Monday, October 12, 2009

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All You Want To Know About The Versions of Windows 7

With Windows Vista, Microsoft released multiple editions of its operating system with the intention of targeting different segments of its user base with different features at different price points.

However, this approach wasn’t well received, as it confused the market; many users urged Microsoft to come up with one simple, all-encompassing version of the operating system.

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With Windows 7, Microsoft still has many editions. However, Microsoft is expected to focus its marketing effort on just two editions—Home Premium and Professional— just as it did with Windows XP. Here is a list of the available editions, in ascending order, from least to most advanced:

Starter Edition
A lightweight edition for netbook computers. Netbooks are low-powered computers specifically designed for lightweight tasks such as web browsing and emailing. In this edition, Windows 7 will lack more advanced features such as Media Center, Aero Glass, fast user switching, multiple-monitor support, DVD playback, and multitouch support. This edition is geared toward replacing Windows XP on inexpensive computers such as netbooks, a market that is currently dominated by Windows XP. This edition will likely be available only as a preinstallation by OEMs.
Windows 7 Starter Edition Application Limits?
In the early beta days of Windows 7, Microsoft announced that Windows 7 Starter Edition would have a three-application limit. That is, no more than three applications could run at the same time. Apparently, this did not go over well with the public, and Microsoft reversed the decision.

Some restrictions remain. Microsoft has disabled the Personalize option in the context menu that is shown when you right-click the desktop. This means that you won’t be able to change your wallpaper. This limitation might be to allow OEMs to provide their own custom-branded wallpapers. At press time, it is unclear whether Microsoft will lift this limitation as well. To me, it makes perfect sense to lift this limitation—how can you call your computer a Personal Computer when you can’t even change your wallpaper?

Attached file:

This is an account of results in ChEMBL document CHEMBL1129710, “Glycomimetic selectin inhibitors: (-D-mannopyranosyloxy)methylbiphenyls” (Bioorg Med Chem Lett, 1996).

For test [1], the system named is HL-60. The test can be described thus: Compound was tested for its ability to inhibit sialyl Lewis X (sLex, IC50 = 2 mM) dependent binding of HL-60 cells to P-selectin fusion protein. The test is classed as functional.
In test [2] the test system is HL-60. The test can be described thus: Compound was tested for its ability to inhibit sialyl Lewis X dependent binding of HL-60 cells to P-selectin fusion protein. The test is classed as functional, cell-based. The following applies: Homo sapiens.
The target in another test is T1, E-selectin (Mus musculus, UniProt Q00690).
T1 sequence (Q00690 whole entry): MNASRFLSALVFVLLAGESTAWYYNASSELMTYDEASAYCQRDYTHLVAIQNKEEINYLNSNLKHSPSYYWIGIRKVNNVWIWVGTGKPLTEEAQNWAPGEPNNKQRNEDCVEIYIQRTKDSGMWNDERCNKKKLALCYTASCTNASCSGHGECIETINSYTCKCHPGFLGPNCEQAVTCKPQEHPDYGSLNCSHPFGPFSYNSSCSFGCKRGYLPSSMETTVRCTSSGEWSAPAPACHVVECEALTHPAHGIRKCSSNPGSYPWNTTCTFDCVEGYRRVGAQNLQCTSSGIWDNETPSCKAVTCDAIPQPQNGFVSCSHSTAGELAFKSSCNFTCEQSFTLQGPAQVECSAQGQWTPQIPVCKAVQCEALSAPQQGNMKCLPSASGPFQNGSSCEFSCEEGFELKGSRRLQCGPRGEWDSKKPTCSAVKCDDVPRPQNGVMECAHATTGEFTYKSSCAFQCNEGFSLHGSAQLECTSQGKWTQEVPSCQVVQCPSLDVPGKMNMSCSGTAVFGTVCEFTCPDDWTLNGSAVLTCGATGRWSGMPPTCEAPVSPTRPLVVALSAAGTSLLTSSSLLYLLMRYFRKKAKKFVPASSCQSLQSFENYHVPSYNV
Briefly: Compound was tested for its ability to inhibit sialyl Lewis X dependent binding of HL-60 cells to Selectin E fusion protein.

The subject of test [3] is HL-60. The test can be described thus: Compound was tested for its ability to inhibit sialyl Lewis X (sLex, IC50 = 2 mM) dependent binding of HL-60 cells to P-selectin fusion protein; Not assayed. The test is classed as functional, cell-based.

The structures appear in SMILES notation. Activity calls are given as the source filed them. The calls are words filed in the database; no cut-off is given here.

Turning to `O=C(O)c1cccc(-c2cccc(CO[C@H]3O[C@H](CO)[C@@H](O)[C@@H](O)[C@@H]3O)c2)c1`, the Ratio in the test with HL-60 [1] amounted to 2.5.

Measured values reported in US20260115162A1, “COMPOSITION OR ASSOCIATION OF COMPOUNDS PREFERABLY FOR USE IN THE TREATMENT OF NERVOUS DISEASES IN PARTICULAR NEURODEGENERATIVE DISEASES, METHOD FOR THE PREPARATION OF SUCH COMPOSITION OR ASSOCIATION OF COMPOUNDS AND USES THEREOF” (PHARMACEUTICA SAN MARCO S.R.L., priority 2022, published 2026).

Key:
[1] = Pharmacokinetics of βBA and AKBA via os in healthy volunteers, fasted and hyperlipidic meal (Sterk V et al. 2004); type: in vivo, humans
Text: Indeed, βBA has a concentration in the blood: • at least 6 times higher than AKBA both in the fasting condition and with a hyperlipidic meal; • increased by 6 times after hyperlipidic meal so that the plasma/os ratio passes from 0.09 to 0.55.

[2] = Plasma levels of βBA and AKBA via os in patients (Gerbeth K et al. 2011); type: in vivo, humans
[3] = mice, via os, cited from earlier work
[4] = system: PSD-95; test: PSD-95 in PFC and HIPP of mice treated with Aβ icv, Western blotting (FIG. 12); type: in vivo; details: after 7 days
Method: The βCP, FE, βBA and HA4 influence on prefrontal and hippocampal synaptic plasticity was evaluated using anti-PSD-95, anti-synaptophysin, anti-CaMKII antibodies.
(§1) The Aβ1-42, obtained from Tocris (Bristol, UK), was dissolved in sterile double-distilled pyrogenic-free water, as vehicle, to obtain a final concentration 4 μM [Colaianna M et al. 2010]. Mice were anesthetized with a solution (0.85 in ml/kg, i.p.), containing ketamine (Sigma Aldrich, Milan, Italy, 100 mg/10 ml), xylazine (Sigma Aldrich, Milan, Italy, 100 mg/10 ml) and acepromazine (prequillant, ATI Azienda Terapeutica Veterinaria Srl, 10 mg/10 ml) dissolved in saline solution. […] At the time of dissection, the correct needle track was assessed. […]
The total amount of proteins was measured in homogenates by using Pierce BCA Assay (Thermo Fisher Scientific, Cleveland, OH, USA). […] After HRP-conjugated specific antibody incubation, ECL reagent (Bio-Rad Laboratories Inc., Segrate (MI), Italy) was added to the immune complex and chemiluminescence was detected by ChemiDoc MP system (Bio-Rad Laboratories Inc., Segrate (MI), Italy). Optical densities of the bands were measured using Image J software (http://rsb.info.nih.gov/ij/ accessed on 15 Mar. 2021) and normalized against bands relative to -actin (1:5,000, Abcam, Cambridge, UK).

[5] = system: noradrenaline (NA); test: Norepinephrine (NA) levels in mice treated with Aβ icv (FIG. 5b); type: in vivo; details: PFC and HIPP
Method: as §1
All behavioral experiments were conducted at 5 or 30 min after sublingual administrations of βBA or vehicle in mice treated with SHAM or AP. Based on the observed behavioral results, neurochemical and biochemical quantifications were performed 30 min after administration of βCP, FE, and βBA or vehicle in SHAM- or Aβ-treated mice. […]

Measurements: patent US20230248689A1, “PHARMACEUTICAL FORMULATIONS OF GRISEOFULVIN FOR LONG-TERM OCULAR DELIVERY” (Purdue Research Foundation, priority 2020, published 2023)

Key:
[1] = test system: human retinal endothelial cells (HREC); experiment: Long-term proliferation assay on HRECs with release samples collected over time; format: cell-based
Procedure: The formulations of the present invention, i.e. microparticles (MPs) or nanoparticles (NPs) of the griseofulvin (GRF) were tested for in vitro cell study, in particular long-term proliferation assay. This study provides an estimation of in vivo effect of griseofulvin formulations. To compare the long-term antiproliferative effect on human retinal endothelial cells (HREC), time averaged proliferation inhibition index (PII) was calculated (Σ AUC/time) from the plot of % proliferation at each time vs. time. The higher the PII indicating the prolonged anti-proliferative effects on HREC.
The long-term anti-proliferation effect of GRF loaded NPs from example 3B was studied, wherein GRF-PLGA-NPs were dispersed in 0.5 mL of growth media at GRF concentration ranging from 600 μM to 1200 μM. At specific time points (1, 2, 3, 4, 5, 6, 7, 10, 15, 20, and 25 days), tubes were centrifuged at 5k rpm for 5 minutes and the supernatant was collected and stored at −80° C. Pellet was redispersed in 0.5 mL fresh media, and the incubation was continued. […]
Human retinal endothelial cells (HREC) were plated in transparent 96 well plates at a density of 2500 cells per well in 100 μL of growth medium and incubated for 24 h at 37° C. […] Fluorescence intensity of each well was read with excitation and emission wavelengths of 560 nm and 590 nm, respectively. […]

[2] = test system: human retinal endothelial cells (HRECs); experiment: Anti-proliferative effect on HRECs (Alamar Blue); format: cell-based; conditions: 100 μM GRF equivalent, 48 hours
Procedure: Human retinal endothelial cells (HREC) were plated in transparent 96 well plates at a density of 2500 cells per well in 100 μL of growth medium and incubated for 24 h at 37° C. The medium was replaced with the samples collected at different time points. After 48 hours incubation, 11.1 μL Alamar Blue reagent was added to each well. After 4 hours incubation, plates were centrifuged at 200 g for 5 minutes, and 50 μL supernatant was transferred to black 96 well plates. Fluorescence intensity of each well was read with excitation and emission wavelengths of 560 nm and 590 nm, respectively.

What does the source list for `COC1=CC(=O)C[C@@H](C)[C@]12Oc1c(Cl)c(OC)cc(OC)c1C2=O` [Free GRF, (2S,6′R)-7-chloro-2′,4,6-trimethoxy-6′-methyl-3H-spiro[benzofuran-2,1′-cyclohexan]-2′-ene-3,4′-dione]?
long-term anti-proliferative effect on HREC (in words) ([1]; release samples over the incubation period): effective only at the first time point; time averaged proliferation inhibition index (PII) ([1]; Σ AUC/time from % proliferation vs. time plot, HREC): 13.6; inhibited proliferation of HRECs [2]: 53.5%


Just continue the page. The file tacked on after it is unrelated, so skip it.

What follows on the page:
Home Basic
This edition is designated for emerging markets only; it is for customers who are looking for an inexpensive entry-level Windows experience (limited Aero support, no features such as Windows Media Center or multitouch support).

Home Premium
This edition is designed for home users and will include features like Media Center, multitouch support, the Aero Glass UI, and so on.

Professional
This edition is designed for home workers and small businesses, and will include features like advanced network backup and the Encrypting File System.

Enterprise
Includes everything that Professional includes and adds BitLocker protection. It will have the option to encrypt USB flash drives and external hard disks. It also includes DirectAccess, which allows remote workers to access a company network securely without using a VPN, and federated search.

Ultimate
Includes all the features available in Windows 7. Windows 7 Ultimate edition is really the same as the Enterprise edition. The key difference is that the Enterprise edition will be sold through volume licensing to companies, as well as through the Software Assurance program. The Ultimate edition, however, will be available to retail customers.

One key thing to note about the different editions of Windows 7 is that each higher edition is a superset of its lower edition. That is, all the features available in Starter Edition will be available on the Home Basic edition, and the Home Premium edition will include all the features of Home Basic, and so on. This is different from Vista, where Media Center was included in the Home Premium edition but not available in the Business edition.

Though there are six different editions of Windows 7, Microsoft will focus its marketing effort on just the Home Premium, Professional, and Ultimate editions. This is very similar to Windows XP, in which you have only two main editions—Home and Professional. As a quick rule of thumb, Windows 7 Home Premium is targeted at consumers and Professional is targeted at small businesses. 

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Haja Peer Mohamed H, Software Engineer by profession, Author, Founder and CEO of "bench3" you can connect with me on Twitter , Facebook and also onGoogle+

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